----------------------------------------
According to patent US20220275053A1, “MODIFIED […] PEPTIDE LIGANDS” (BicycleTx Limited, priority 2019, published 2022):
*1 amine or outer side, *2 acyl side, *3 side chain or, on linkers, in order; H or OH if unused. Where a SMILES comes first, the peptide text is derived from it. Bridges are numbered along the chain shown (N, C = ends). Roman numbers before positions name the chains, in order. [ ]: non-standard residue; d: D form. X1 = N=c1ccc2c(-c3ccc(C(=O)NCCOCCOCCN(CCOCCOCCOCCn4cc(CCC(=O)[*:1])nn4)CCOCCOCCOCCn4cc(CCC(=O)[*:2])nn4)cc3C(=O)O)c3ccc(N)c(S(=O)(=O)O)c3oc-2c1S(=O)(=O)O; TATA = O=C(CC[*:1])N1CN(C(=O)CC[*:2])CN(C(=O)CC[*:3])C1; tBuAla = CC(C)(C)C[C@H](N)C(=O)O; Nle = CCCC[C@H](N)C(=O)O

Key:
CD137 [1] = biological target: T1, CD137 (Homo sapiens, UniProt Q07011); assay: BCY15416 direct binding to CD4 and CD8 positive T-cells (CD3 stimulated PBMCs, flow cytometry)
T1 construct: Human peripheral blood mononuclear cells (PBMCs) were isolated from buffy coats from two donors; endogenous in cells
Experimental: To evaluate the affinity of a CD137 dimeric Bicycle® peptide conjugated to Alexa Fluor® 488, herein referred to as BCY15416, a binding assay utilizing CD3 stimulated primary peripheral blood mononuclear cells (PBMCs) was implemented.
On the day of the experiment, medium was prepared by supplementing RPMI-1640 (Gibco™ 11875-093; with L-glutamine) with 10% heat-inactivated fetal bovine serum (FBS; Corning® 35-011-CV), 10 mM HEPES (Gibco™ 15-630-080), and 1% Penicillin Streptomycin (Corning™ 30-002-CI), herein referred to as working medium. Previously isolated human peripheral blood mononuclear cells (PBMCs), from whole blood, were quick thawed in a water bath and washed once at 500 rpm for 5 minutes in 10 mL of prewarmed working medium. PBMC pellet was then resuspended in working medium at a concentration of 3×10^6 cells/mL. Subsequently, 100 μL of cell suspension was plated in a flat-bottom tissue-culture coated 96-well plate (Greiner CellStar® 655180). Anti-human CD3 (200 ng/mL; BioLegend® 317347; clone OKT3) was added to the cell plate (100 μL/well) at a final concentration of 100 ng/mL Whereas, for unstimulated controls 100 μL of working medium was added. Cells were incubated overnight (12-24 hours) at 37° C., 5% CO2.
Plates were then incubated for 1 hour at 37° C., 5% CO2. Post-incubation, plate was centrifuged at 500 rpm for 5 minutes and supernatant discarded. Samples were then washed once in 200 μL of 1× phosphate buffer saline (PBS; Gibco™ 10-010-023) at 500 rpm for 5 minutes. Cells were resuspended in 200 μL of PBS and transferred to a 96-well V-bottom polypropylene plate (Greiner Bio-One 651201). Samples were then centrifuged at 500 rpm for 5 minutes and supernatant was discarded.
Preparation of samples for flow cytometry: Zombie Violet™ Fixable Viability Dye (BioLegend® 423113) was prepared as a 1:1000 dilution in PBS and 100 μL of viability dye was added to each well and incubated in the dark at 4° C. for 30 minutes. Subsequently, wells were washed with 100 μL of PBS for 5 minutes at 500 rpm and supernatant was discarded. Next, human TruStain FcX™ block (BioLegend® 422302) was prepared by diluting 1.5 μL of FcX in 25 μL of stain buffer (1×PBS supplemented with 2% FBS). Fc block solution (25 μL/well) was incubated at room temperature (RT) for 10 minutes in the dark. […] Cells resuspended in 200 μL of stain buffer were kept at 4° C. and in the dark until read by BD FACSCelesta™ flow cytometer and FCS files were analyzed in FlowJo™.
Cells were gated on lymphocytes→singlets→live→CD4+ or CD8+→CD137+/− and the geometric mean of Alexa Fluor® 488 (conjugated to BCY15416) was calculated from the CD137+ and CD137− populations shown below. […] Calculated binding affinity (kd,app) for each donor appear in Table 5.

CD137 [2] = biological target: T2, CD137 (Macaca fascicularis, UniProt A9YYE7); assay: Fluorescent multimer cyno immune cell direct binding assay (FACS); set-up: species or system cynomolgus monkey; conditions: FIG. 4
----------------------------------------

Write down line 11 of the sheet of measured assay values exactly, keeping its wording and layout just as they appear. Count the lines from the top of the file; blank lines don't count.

CD137 [2] = biological target: T2, CD137 (Macaca fascicularis, UniProt A9YYE7); assay: Fluorescent multimer cyno immune cell direct binding assay (FACS); set-up: species or system cynomolgus monkey; conditions: FIG. 4